• RJS4DQ


    With the bit you quoted “To say that water can’t turn to wine based on a chemical analysis of water and wine, to note that science tells us that the dead can’t rise, to note that science tells us virgins don’t give birth, and so forth. These are critiques of scripture based on modern culture.

    I don’t think I communicated what I meant quite right. Let me modify it a bit:

    To say that water can’t turn to wine based on a chemical analysis of water and wine therefore the miracle at Cana could not have occurred, to note that science tells us that the dead can’t rise therefore Christ didn’t rise from the dead and the various healings (Lazarus and more) didn’t happen, to note that science tells us virgins don’t give birth therefore the virgin birth is a myth, and so forth. These are critiques of scripture based on modern culture.

    At best these critiques (and they are not all the same) seem to take the divine and separate it into some ethereal and not quite relevant sphere of existence. Take out the myth and superstition and there remains, some say, a faith the modern man or woman can believe in. At worst (and most don’t go this far) these critiques devolve into a materialistic humanism with “god words.”

    I don’t see theistic evolution in quite the same light because I don’t see it as an attempt to get rid of the myth and superstition. Certainly the science plays a big role in my understanding of the process of creation, but it doesn’t separate God from the process.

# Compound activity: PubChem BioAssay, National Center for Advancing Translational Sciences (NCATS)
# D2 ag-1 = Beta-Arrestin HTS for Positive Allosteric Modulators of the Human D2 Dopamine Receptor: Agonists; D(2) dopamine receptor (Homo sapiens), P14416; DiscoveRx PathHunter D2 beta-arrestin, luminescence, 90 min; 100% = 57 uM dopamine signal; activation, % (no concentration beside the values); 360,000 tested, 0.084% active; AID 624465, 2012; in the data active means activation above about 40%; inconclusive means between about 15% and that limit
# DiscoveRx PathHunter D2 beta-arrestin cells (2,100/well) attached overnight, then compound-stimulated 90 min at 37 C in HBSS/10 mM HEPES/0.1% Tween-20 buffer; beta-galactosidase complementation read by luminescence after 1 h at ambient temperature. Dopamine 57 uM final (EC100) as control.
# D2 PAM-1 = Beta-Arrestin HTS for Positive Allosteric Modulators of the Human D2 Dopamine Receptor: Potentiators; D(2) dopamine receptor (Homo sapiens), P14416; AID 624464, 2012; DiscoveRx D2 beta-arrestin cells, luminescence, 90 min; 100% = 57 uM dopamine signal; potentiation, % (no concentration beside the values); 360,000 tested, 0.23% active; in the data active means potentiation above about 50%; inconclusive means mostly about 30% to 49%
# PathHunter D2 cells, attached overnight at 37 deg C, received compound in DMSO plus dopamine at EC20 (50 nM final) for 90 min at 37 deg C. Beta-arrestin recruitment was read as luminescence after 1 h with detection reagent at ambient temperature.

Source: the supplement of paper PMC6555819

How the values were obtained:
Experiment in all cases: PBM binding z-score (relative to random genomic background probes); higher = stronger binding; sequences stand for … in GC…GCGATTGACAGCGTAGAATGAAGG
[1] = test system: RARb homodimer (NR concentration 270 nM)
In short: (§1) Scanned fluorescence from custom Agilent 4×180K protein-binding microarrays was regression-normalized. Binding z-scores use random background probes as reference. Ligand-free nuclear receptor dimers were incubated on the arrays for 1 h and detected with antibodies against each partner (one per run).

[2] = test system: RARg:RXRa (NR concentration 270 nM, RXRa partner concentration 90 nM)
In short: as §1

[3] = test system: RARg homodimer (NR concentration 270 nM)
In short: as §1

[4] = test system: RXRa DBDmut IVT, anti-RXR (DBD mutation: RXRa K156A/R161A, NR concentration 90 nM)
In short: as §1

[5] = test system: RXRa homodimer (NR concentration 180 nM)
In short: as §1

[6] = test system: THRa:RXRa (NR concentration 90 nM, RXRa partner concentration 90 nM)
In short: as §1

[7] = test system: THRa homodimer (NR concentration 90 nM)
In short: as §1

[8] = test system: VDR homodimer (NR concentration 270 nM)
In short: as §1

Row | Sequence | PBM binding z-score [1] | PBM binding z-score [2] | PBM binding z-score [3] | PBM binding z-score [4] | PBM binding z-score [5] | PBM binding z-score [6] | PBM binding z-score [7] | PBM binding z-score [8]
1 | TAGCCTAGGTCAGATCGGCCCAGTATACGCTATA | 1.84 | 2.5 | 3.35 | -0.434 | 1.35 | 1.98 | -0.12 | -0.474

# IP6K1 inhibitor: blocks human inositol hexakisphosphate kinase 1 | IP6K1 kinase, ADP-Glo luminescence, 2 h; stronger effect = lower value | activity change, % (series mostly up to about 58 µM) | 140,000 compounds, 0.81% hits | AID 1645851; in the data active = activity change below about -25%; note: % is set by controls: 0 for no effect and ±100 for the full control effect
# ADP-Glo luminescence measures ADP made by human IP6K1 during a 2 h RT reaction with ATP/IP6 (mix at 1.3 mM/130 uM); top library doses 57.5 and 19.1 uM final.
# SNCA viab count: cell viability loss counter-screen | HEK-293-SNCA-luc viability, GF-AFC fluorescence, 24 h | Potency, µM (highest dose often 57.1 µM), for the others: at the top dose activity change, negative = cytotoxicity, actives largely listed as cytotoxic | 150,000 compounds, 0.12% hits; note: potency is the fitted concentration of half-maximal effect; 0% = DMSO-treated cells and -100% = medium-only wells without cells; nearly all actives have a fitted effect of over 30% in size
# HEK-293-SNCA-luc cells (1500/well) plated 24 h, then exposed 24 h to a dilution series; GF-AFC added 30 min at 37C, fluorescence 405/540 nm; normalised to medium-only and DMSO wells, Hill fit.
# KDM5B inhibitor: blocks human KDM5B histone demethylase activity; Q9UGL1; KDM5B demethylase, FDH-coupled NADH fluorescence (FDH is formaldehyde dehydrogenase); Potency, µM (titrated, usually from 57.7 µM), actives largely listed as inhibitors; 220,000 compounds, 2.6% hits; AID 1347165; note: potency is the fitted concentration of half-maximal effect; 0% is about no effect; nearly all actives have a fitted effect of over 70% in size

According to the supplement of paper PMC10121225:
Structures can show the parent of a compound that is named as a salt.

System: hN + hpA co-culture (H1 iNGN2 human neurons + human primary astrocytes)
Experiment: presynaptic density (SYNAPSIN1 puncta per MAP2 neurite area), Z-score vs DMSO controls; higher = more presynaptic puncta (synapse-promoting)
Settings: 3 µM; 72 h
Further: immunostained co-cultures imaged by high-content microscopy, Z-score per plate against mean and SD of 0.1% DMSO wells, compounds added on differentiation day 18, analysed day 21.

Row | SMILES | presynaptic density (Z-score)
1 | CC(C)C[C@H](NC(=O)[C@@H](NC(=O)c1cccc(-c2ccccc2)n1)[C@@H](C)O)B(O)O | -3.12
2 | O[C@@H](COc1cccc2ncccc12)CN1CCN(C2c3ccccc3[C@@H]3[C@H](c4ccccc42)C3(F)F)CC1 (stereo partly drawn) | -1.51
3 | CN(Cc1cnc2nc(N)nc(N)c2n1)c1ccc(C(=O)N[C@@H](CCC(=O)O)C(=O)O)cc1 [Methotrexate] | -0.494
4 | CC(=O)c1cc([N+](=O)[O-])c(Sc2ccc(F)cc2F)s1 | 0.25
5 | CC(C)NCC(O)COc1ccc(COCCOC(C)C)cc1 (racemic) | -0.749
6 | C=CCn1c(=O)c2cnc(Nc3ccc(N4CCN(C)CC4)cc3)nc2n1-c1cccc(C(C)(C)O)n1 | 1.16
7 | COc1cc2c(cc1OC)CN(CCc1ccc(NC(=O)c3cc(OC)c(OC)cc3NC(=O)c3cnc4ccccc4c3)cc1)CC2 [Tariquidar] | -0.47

You can classify theistic evolution as liberal if you wish – but I think we get into problems when we get to binary in our classifications. Liberal has a bad reputation in many circles, not for every idea and approach, but because it is seen as leading to the complete rejection of orthodoxy.

    John Haught – whose book I posted on a while back – takes theistic evolution in a very liberal direction.

    Others, John Walton or Tremper Longman for example, don’t really have a liberal approach at all.

  • Guest

    I’m very much on board with the distinction between “means” and “says,” and while I do try to keep those straight, will confess to slipping up once in a while. However, in the last sentence you cite, I don’t think this is one of those times, since I’m specifically trying to acknowledge that the Bible “says” a certain thing, while suggesting it does not “mean” how it’s often been taken (in regard to prohibiting women from ordination) at all.

    The issue for me in this thread is not women’s ordination, but how we’re defining “liberal” in this context. If the Bible’s *meaning* (that is, what we ourselves believe it to mean) is being challenged by extra-Biblical means, Olsen seems to consider that liberal. That is to say, if I really thought that the writers of the Biblical passages in question (and God) really did intend women to be excluded from church office, but nonetheless challenged that on the basis of the world today, THAT would be “liberal.”

    However, I’m not clear on whether or not it is “liberal” to challenge *interpretations* of the Bible on such a basis. The Bible does indeed SAY “I do not permit a woman…”. But although one may need sources outside the Bible to provide context on what the Bible *meant* in that context, in order to interpret it properly, I don’t think that should/would be considered “liberal,” but I’m not clear on whether or not Olsen would agree on the basis of the definition provided here.